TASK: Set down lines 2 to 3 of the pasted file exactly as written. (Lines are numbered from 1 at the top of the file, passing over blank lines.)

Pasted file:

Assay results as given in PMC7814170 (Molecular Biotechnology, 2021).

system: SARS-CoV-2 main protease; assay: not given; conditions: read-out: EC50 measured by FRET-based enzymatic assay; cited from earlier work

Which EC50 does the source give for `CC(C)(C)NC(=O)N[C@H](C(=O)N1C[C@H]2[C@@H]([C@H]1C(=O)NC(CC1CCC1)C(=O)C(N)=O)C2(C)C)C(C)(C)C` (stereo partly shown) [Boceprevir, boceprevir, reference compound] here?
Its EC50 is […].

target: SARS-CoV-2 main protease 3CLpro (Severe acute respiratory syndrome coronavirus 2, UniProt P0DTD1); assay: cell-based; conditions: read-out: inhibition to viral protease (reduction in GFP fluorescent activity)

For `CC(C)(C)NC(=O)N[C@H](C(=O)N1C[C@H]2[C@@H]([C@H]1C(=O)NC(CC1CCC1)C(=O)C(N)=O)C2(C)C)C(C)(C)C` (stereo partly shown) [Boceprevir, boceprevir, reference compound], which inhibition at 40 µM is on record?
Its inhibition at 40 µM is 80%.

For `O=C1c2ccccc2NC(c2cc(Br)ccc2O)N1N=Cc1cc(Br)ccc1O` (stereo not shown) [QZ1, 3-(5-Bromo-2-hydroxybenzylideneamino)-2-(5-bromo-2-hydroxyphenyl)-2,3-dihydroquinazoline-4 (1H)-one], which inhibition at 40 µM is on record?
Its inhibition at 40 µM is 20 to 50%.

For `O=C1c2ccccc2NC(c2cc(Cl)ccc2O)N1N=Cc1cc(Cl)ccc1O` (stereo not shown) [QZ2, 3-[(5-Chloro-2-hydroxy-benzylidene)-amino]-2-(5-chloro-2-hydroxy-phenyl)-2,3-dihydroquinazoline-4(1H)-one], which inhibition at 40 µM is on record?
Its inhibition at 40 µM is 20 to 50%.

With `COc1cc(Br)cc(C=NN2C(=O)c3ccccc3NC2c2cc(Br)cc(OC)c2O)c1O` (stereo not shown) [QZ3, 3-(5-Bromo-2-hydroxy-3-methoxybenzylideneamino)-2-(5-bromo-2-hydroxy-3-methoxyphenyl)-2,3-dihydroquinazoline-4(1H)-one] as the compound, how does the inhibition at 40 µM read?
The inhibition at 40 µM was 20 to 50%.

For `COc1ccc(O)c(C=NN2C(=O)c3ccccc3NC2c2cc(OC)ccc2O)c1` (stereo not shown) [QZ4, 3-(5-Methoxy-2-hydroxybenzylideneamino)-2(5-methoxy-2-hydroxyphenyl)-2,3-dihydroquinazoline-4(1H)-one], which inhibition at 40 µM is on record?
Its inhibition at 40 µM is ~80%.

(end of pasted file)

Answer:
system: SARS-CoV-2 main protease; assay: not given; conditions: read-out: EC50 measured by FRET-based enzymatic assay; cited from earlier work

Which EC50 does the source give for `CC(C)(C)NC(=O)N[C@H](C(=O)N1C[C@H]2[C@@H]([C@H]1C(=O)NC(CC1CCC1)C(=O)C(N)=O)C2(C)C)C(C)(C)C` (stereo partly shown) [Boceprevir, boceprevir, reference compound] here?